Tirso Alcantara was shot in the buttock by police last week who arrested him as he visited a house in the city of Lucena, military officials said at the time. But the alleged nature of the visit only came to light on Monday.
Alcantara, the married head of communist rebels in the region south of Manila, was tracked down because the military knew of his affair with a jailed comrade's wife, military spokesman Brigadier General Jose Mabanta said.
"He was arrested because he was visiting his lover," Mabanta told reporters.
"This means the members of the underground, just like any normal human beings, have their own share of personal problems."
Alcantara is now recuperating at a military hospital after surgery to remove a bullet embedded in his buttock.
Mabanta, who would not say if Alcantara was caught literally with his pants down, stressed it was up to the rebel's jailors to determine whether both his wife and mistress would be allowed to visit him in hospital.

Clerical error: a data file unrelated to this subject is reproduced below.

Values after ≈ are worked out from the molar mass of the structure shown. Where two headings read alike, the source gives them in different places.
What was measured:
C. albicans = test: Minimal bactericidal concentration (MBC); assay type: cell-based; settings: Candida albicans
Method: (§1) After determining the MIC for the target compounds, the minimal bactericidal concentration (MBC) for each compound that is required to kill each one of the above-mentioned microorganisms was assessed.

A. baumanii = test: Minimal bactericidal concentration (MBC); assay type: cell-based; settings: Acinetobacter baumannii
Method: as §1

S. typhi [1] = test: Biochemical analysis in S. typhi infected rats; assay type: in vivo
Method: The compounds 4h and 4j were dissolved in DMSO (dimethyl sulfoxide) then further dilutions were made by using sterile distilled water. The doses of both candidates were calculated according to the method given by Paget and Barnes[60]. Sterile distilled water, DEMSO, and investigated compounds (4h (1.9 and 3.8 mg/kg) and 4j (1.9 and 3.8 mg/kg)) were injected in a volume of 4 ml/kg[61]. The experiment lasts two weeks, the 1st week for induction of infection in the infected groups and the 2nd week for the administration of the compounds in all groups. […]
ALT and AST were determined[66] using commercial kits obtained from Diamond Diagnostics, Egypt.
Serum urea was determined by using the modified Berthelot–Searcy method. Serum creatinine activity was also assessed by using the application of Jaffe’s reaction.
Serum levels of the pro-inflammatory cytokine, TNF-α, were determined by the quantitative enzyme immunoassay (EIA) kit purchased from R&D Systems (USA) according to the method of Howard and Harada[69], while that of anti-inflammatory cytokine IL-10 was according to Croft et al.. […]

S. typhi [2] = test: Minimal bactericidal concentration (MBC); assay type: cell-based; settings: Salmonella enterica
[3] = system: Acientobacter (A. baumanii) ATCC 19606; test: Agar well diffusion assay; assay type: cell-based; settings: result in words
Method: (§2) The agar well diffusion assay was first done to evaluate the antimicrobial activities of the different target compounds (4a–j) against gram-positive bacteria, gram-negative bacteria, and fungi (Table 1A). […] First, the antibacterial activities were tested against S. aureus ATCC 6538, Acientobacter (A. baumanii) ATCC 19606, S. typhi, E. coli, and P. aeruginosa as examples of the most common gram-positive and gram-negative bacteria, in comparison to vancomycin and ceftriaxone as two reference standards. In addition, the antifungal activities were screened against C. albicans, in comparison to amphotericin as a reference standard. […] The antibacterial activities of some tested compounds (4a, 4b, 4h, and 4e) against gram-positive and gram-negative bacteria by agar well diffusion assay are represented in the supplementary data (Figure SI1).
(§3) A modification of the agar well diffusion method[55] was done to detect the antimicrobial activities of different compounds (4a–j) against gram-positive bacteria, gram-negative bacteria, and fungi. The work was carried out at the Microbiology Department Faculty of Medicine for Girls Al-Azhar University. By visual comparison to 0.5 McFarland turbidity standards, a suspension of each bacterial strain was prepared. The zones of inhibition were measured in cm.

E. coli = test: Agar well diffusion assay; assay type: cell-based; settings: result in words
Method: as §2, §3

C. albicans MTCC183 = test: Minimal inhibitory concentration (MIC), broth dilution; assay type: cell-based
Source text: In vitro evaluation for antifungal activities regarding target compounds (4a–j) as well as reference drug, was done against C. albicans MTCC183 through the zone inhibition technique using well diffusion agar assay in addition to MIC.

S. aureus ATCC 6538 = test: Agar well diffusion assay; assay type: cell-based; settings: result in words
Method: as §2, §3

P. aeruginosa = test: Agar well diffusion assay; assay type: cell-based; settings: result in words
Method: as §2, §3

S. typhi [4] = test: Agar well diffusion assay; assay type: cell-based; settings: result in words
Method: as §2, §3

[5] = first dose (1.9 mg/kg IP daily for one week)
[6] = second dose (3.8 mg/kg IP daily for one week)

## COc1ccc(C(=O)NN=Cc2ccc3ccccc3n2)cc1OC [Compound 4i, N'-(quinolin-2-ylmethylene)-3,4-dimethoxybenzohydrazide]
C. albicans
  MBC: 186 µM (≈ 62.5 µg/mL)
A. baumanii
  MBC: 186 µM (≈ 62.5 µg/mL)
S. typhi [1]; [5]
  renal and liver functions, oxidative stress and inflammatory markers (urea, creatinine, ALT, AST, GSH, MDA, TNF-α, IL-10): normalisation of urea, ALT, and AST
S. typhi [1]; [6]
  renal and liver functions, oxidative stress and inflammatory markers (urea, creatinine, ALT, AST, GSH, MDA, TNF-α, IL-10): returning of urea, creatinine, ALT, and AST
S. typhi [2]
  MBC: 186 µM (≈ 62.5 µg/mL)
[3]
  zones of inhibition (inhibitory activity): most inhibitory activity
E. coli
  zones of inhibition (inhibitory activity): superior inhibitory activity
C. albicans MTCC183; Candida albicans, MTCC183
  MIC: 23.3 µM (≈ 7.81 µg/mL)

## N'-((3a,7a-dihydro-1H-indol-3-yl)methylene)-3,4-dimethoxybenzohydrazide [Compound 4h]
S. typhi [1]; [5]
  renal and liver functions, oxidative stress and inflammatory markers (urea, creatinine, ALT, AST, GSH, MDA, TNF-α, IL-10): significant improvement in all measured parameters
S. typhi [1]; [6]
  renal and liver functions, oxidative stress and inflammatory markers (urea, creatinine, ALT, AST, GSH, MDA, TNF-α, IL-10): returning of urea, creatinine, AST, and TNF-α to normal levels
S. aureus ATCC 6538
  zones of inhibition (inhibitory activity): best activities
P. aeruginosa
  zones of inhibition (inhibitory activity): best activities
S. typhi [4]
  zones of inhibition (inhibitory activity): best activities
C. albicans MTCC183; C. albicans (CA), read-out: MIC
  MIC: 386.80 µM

Mabanta said Alcantara had been carrying out an affair with the wife of Eulogio Castillo, one of 43 suspected communist rebels who was arrested in a military raid in Morong, Rizal, in February last year.
The mistress is a former communist rebel who had quit the movement, Mabanta said.
President Benigno Aquino dropped the charges against the 43 and ordered their release last month as part of goodwill measures to help restart peace talks with the Maoist rebels, who have been waging a 41-year insurgency.
Mabanta described Alcantara as the top rebel in the provinces south of Manila.
"He is an experienced ideologue who has been in the movement since the 1970s," Mabanta said.
"He will be a big loss. He can be replaced but it will take time for his replacement, and even if they find a replacement it may not be his calibre."
The Communist Party of the Philippines and its 4,700-member New People's Army had demanded that the government free Alcantara before formal talks could resume in Norway next month.
However Mabanta said Alcantara would remain in detention and face charges in court unless the rebels could prove he was part of their peace-negotiating panel.